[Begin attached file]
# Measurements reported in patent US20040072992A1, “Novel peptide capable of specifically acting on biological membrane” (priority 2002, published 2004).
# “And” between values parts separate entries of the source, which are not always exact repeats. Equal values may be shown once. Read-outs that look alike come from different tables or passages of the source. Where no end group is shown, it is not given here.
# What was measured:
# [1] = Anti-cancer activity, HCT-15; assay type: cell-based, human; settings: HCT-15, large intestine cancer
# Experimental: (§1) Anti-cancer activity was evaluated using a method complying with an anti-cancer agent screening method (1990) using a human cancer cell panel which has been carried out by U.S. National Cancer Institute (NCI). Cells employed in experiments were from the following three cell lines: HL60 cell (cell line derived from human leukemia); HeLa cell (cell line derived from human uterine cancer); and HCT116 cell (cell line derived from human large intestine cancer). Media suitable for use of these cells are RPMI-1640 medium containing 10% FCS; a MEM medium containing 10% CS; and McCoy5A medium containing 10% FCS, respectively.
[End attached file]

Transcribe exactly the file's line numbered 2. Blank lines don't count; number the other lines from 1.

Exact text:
# “And” between values parts separate entries of the source, which are not always exact repeats. Equal values may be shown once. Read-outs that look alike come from different tables or passages of the source. Where no end group is shown, it is not given here.